World War Hair, In A 95% Black Georgia School
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From the New York Times, some National News:

Georgia Elementary School Is Accused of Racial Insensitivity Over Hairstyle Guidelines Display

The display at Narvie J. Harris Theme School in Decatur, Ga., was removed on Thursday, the same day it was put up.

The display above drew widespread criticism, largely because all that were pictured were black hairstyles.

By Neil Vigdor
Aug. 3, 2019

From New Age box fades to braids, a display on the wall of a suburban Atlanta elementary school tried to illustrate a variety of “inappropriate” haircuts and hairstyles. But there was one thing the children who were photographed had in common: They were all black.

Oh my gosh! Why were they all black?

The display by the Narvie J. Harris Theme School in Decatur, Ga., was taken down on Thursday — the same day it had been put up — after being widely criticized as racially insensitive. The episode happened at a time when cities and states across the United States have adopted legislation making it illegal to discriminate on the basis of a person’s hairstyle.

The faces of the children in the photographs were covered with Post-it notes. It was unclear if they were students at the school, which is 95 percent African-American, according to the state’s Governor’s Office of Student Achievement.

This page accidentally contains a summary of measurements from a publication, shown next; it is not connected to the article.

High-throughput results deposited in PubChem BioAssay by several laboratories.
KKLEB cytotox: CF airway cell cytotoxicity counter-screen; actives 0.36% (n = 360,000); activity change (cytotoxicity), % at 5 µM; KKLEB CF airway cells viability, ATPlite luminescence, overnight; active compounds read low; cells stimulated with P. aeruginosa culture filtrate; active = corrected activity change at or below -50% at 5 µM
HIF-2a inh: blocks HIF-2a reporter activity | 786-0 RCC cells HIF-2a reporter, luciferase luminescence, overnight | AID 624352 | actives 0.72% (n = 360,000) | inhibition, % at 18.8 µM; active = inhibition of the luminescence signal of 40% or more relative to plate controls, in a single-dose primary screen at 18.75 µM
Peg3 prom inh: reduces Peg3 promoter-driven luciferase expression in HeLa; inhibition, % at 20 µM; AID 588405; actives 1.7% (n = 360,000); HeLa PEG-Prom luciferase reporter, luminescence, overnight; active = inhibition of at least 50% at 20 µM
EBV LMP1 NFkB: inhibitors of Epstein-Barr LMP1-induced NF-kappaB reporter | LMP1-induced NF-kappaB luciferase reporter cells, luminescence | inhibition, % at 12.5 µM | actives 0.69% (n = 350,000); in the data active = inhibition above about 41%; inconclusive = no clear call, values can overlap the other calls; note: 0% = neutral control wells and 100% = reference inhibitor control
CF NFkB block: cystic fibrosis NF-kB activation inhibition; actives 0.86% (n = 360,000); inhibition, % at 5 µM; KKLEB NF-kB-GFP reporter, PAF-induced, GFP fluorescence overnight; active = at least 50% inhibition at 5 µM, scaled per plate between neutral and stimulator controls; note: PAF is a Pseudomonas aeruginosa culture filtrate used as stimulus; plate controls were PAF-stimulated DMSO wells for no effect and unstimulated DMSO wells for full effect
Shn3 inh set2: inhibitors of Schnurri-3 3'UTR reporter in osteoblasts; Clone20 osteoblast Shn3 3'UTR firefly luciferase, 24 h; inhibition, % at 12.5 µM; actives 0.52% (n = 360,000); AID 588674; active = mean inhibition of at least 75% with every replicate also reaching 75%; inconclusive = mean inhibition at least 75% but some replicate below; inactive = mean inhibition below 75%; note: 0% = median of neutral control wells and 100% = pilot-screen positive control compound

Oh, well, that seems to answer the question why they were all black.

… “Those particular styles, and the fact that schools make arbitrary decisions about good and bad hairstyles is long standing across the country and the reason that New York City and the state of California took the actions that they did making such types of bans illegal,” Dr. Rooks said. “The styles that are banned (dread locks and twists for boys and shaved in designs) are sometimes deemed necessary because some people think those hairstyles mean the children who wear them are members of gangs. There is zero evidence of that being the case.”


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